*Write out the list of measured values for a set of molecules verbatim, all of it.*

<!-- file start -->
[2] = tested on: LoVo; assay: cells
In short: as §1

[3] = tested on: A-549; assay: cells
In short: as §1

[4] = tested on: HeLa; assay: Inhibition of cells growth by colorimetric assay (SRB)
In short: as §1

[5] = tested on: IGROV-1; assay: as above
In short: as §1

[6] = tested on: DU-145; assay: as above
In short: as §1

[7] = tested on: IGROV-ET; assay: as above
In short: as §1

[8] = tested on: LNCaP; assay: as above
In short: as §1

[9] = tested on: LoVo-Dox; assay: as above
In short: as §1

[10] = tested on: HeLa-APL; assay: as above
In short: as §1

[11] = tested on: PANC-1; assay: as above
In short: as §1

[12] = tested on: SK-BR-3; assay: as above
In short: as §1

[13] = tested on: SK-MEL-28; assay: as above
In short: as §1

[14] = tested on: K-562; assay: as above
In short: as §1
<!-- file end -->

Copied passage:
[2] = tested on: LoVo; assay: cells
In short: as §1

[3] = tested on: A-549; assay: cells
In short: as §1

[4] = tested on: HeLa; assay: Inhibition of cells growth by colorimetric assay (SRB)
In short: as §1

[5] = tested on: IGROV-1; assay: as above
In short: as §1

[6] = tested on: DU-145; assay: as above
In short: as §1

[7] = tested on: IGROV-ET; assay: as above
In short: as §1

[8] = tested on: LNCaP; assay: as above
In short: as §1

[9] = tested on: LoVo-Dox; assay: as above
In short: as §1

[10] = tested on: HeLa-APL; assay: as above
In short: as §1

[11] = tested on: PANC-1; assay: as above
In short: as §1

[12] = tested on: SK-BR-3; assay: as above
In short: as §1

[13] = tested on: SK-MEL-28; assay: as above
In short: as §1

[14] = tested on: K-562; assay: as above
In short: as §1